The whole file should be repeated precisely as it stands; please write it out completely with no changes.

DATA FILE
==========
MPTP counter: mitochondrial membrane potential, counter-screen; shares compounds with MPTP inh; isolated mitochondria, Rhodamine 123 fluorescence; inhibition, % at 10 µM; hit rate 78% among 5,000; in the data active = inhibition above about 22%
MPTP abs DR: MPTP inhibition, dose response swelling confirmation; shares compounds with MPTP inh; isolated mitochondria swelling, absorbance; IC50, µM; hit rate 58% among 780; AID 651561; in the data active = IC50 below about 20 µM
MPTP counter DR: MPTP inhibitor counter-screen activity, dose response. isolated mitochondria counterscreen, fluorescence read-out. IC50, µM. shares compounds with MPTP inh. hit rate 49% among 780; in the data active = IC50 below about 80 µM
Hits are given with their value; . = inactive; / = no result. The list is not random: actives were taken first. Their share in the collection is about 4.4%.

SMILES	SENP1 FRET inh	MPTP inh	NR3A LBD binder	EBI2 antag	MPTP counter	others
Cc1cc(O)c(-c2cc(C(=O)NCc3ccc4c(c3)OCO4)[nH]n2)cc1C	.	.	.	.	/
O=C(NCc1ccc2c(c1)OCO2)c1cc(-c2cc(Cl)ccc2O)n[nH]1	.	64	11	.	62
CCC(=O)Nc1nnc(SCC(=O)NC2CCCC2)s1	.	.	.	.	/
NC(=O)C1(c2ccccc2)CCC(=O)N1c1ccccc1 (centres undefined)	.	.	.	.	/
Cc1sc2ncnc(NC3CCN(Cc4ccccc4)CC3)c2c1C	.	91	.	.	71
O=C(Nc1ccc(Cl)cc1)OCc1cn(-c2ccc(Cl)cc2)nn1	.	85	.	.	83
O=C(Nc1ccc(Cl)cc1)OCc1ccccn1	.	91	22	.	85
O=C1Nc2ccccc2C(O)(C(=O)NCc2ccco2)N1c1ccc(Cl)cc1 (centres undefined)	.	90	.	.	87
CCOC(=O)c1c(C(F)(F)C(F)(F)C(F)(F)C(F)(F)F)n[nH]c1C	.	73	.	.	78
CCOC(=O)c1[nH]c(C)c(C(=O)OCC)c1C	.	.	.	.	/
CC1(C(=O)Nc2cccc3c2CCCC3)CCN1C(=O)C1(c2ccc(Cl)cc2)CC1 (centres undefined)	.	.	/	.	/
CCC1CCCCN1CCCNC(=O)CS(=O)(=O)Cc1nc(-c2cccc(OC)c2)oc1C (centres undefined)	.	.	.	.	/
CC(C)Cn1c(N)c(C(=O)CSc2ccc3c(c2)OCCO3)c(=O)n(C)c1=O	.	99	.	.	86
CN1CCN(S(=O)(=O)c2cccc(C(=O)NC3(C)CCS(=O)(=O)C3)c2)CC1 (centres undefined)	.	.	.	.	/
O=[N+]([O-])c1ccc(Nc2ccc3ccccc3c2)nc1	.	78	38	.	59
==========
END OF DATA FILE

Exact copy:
MPTP counter: mitochondrial membrane potential, counter-screen; shares compounds with MPTP inh; isolated mitochondria, Rhodamine 123 fluorescence; inhibition, % at 10 µM; hit rate 78% among 5,000; in the data active = inhibition above about 22%
MPTP abs DR: MPTP inhibition, dose response swelling confirmation; shares compounds with MPTP inh; isolated mitochondria swelling, absorbance; IC50, µM; hit rate 58% among 780; AID 651561; in the data active = IC50 below about 20 µM
MPTP counter DR: MPTP inhibitor counter-screen activity, dose response. isolated mitochondria counterscreen, fluorescence read-out. IC50, µM. shares compounds with MPTP inh. hit rate 49% among 780; in the data active = IC50 below about 80 µM
Hits are given with their value; . = inactive; / = no result. The list is not random: actives were taken first. Their share in the collection is about 4.4%.

SMILES	SENP1 FRET inh	MPTP inh	NR3A LBD binder	EBI2 antag	MPTP counter	others
Cc1cc(O)c(-c2cc(C(=O)NCc3ccc4c(c3)OCO4)[nH]n2)cc1C	.	.	.	.	/
O=C(NCc1ccc2c(c1)OCO2)c1cc(-c2cc(Cl)ccc2O)n[nH]1	.	64	11	.	62
CCC(=O)Nc1nnc(SCC(=O)NC2CCCC2)s1	.	.	.	.	/
NC(=O)C1(c2ccccc2)CCC(=O)N1c1ccccc1 (centres undefined)	.	.	.	.	/
Cc1sc2ncnc(NC3CCN(Cc4ccccc4)CC3)c2c1C	.	91	.	.	71
O=C(Nc1ccc(Cl)cc1)OCc1cn(-c2ccc(Cl)cc2)nn1	.	85	.	.	83
O=C(Nc1ccc(Cl)cc1)OCc1ccccn1	.	91	22	.	85
O=C1Nc2ccccc2C(O)(C(=O)NCc2ccco2)N1c1ccc(Cl)cc1 (centres undefined)	.	90	.	.	87
CCOC(=O)c1c(C(F)(F)C(F)(F)C(F)(F)C(F)(F)F)n[nH]c1C	.	73	.	.	78
CCOC(=O)c1[nH]c(C)c(C(=O)OCC)c1C	.	.	.	.	/
CC1(C(=O)Nc2cccc3c2CCCC3)CCN1C(=O)C1(c2ccc(Cl)cc2)CC1 (centres undefined)	.	.	/	.	/
CCC1CCCCN1CCCNC(=O)CS(=O)(=O)Cc1nc(-c2cccc(OC)c2)oc1C (centres undefined)	.	.	.	.	/
CC(C)Cn1c(N)c(C(=O)CSc2ccc3c(c2)OCCO3)c(=O)n(C)c1=O	.	99	.	.	86
CN1CCN(S(=O)(=O)c2cccc(C(=O)NC3(C)CCS(=O)(=O)C3)c2)CC1 (centres undefined)	.	.	.	.	/
O=[N+]([O-])c1ccc(Nc2ccc3ccccc3c2)nc1	.	78	38	.	59